By Chuck Strouse
By Scott Fishman
By Terrence McCoy
By Ryan Yousefi
By Ciara LaVelle, Kat Bein, Carolina Del Busto, and Liz Tracy
By Pepe Billete
By Ryan Yousefi
By Kyle Swenson
The hype continues: Latest word is that the Slammie Awards will now take place June 25 at Button South.
Nuclear Valdez blows up! Purple Mustard murders perfect psychedelia! Billy Mann sells out! Picasso Trigger shoots for the top! All lies! (God, I wish I worked for a tabloid.) May Day. Square.
How's all that work? Find out in the latest installment of Lee Zimmerman's The Business of Music course at Palmetto High School on Tuesdays. The new semester begins May 5, and the fifteen-week course is a bargain at $11. Call 235-1360.
Jeff Sadowsky needs a couple more local bands for his latest compilation project, Just Say Thanks. Dial him up at 220-0431.
Recordings to keep an ear out for: Wire Train's No Soul, No Strain due May 12 from MCA: delightfully casual and smartly cool real rock. Anything by the Manic Street Preachers from Columbia. I've heard various advances, and while I'm not buying into "the new Clash" hype, I am convinced this band's gonna ring some bells. And topping the list, out now from Jeterboy, a super slab (oh, okay, cassette) of American rock called The Savage Ones by Johnny Tonite. Starring local stalwarts Randy Ruffner and Pete Moss (with plenty of groovy guests), Johnny rocks true and right, no phony, manipulative, smoky-mirrors b.s. here, just simple rock songs beefed up by invention and raw sincerity transmitted by voice, guitar, bass, drums, hand claps, and incidentals. You need this album if only to hear "The Great Pretender," a majestic piece that might be the most infectious (in a good way) song released anywhere this year. The whole thing is pensive-angst munchable tasty, and I can't recommend it highly enough. Seek it out, dear rockers.
Some time ago I was talking to an industry insider about Rooster Head, originally a studio band with two masterful albums to its credit. The career prognosis was not good, this person said, because the Roosters couldn't cut it live on-stage. Maybe this person was/is a bonehead, or maybe something supernatural happened in the meantime, but I saw the band live ten days ago, and wow. Psycho-Nazi-barking drummer Mike Vullo ravaged the place, smacking the two dozen or so Cactina attendees in the face with devastating tempo shifts and backbeats. Bassist Dave Cook (one of the groovy guests on the Johnny Tonite project) moved and grooved and provided a perfect rhythm second to back front man Michael Kennedy, lead guitar wizard Pete Moss, and pedal-steel colorman Bob Wlos. We already knew R.H. was a great studio band. Now I know they're equally awesome live. Check 'em yourself Friday at the Plus 5 (with Black Janet, Big Tall Wish, and Lyrics for Lunch) or May 16 at Washington Square with the Mavericks.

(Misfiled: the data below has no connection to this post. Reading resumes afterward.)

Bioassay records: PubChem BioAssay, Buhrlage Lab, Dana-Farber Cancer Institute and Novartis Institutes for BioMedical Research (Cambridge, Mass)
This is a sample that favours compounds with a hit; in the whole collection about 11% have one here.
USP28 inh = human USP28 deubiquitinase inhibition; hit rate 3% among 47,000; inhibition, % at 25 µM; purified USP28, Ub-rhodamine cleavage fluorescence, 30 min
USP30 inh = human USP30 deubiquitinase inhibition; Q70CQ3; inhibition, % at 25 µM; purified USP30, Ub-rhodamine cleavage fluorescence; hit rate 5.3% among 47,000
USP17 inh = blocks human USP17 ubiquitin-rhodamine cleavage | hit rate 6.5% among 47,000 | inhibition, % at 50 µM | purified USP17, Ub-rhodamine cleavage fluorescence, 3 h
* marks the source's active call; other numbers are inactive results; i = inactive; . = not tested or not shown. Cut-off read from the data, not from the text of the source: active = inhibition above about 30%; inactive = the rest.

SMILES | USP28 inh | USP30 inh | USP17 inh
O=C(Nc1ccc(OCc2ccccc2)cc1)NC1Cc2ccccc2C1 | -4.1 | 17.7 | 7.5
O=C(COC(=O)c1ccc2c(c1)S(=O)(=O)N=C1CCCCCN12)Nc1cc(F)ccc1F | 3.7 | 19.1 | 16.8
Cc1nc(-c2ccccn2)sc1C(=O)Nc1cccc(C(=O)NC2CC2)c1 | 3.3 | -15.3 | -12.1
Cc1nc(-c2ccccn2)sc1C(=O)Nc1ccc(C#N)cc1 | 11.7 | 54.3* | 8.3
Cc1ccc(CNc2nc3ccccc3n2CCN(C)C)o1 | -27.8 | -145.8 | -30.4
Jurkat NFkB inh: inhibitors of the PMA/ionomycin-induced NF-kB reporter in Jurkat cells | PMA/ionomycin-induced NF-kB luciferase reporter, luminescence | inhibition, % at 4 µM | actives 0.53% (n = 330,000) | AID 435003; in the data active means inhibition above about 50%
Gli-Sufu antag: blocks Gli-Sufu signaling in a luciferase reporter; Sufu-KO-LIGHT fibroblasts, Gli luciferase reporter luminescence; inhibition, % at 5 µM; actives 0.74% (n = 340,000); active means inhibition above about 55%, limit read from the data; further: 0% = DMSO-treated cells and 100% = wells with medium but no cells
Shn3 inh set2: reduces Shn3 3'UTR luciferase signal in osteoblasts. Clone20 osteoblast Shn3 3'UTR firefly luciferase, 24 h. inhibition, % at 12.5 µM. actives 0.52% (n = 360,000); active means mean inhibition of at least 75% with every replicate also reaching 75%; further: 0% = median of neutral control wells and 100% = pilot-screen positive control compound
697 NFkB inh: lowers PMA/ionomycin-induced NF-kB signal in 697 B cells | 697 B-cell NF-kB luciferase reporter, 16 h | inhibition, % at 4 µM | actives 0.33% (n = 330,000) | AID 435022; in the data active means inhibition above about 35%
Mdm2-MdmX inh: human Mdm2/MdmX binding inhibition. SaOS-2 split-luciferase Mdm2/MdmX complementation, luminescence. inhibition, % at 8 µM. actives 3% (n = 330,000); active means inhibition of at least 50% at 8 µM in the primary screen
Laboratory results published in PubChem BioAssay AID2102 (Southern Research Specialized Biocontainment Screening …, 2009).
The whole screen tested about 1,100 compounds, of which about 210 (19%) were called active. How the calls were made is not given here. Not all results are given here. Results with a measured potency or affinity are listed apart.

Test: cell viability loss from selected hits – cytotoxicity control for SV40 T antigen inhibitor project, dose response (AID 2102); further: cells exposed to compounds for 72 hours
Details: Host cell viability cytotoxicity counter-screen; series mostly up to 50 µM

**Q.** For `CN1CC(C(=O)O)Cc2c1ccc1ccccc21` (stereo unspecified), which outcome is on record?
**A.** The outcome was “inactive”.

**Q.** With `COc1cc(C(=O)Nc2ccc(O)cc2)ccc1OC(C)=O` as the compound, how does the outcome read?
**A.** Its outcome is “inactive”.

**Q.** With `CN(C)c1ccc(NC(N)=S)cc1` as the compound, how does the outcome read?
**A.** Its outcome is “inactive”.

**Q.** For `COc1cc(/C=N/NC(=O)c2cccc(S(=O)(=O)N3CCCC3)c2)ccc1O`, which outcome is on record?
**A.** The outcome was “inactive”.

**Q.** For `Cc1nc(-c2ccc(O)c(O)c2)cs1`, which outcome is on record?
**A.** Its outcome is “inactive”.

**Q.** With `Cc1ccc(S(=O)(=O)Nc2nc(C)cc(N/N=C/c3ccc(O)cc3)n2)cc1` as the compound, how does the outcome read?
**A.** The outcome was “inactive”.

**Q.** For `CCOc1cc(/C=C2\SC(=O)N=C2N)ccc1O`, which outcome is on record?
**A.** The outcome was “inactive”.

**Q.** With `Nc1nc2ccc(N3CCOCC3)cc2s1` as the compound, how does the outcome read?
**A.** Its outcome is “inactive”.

Instructor Doug Burris's Miami Beach High Rock Ensemble hit the road late last week. The itinerary called for them to compete in Lakeland and then perform four shows up in Pensacola.
Now if we could only come up with a better name for it than "World Beat." Otherwise the music Miami knows as well as anyone has been granted full legitimacy via Peter Spencer, former Trenton Times music writer turned book author, and his tome World Beat: A Listener's Guide to Contemporary World Music on CD ($12.95). From Fela to Marley to Valerio Longoria, from Hawaii to Turkey to Africa, Spencer covers the basics and all his bases. It's a fun musical travelogue and a handy-dandy reference in one, and it's available from A Cappella Books. To order, call 800-888-4741.
Butthorn of the week: Miami Herald columnist Robert L. Steinback. It's nice to know he devotes prime research hours to reading New Times. But if he's going to write commentary based on New Times stories, as he did in a piece last week rehashing Jim DeFede's expose of the flawed Andrew Morello shooting inquest, he should either get a job here, or mention where his information comes from.
The media circus: In Living Color, like so many things born fresh and outrageous, has evolved, grown up, and is apparently on the fat-soft tip these days. According to TV Time magazine, the once-rad show wimped out when it came to booking rappers TLC. "Fox censors," as TV Time aptly puts it, were scared of the group's "Ain't Too Proud to Beg" and the members' "condom accessories." The censors asked the rappers to tone down, to which TLC said no thanks. So much for a Men on Hip-Hop skit.
Pet corner: Two items from what is becoming the premier must-read, Animals' Agenda: 1) South Carolina state representative Tom Rhoad has worked to soften cruelty legislation involving hunting, and it's little wonder why. "If my bird dog goes into a covey two or three times," he reportedly told the SC legislature, "a few shots of number nine won't hurt him." Yeah. If only there were a way to arm dogs. 2) The government of Bangladesh set a bounty on rat tails in an effort to cut rodent numbers. Earnest citizens deployed pesticides in their pursuit of rats. The poisons wiped out innumerable snakes, owls, and cats - the predators that kill rats, or would kill rats if left alone to do so. There has, of course, been no discernible decline in the rat population. God, people are wonderful.